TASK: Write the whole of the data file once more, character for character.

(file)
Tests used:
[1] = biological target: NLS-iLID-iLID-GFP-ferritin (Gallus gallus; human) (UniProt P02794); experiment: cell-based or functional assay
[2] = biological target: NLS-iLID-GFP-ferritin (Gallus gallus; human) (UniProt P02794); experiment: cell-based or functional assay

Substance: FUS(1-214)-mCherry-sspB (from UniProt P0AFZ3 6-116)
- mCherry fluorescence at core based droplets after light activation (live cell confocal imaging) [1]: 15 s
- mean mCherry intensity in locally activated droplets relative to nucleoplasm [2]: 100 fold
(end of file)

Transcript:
Tests used:
[1] = biological target: NLS-iLID-iLID-GFP-ferritin (Gallus gallus; human) (UniProt P02794); experiment: cell-based or functional assay
[2] = biological target: NLS-iLID-GFP-ferritin (Gallus gallus; human) (UniProt P02794); experiment: cell-based or functional assay

Substance: FUS(1-214)-mCherry-sspB (from UniProt P0AFZ3 6-116)
- mCherry fluorescence at core based droplets after light activation (live cell confocal imaging) [1]: 15 s
- mean mCherry intensity in locally activated droplets relative to nucleoplasm [2]: 100 fold